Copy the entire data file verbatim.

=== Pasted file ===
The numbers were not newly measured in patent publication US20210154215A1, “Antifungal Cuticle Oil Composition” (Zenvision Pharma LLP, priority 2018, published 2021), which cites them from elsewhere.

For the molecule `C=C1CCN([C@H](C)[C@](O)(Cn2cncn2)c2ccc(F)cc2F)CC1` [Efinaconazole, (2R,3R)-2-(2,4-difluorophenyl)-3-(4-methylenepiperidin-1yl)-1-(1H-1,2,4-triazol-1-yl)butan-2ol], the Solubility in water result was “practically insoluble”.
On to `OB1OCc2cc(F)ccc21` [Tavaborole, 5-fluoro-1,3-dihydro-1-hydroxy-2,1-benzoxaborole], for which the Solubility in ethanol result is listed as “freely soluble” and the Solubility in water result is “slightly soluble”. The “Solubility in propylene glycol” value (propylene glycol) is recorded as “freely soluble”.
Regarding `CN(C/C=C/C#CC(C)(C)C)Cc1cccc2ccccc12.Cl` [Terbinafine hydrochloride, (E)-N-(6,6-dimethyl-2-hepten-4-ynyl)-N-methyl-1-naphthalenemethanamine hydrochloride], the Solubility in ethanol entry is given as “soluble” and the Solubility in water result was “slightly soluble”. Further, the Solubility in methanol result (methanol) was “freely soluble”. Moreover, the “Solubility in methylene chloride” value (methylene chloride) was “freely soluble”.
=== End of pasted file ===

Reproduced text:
The numbers were not newly measured in patent publication US20210154215A1, “Antifungal Cuticle Oil Composition” (Zenvision Pharma LLP, priority 2018, published 2021), which cites them from elsewhere.

For the molecule `C=C1CCN([C@H](C)[C@](O)(Cn2cncn2)c2ccc(F)cc2F)CC1` [Efinaconazole, (2R,3R)-2-(2,4-difluorophenyl)-3-(4-methylenepiperidin-1yl)-1-(1H-1,2,4-triazol-1-yl)butan-2ol], the Solubility in water result was “practically insoluble”.
On to `OB1OCc2cc(F)ccc21` [Tavaborole, 5-fluoro-1,3-dihydro-1-hydroxy-2,1-benzoxaborole], for which the Solubility in ethanol result is listed as “freely soluble” and the Solubility in water result is “slightly soluble”. The “Solubility in propylene glycol” value (propylene glycol) is recorded as “freely soluble”.
Regarding `CN(C/C=C/C#CC(C)(C)C)Cc1cccc2ccccc12.Cl` [Terbinafine hydrochloride, (E)-N-(6,6-dimethyl-2-hepten-4-ynyl)-N-methyl-1-naphthalenemethanamine hydrochloride], the Solubility in ethanol entry is given as “soluble” and the Solubility in water result was “slightly soluble”. Further, the Solubility in methanol result (methanol) was “freely soluble”. Moreover, the “Solubility in methylene chloride” value (methylene chloride) was “freely soluble”.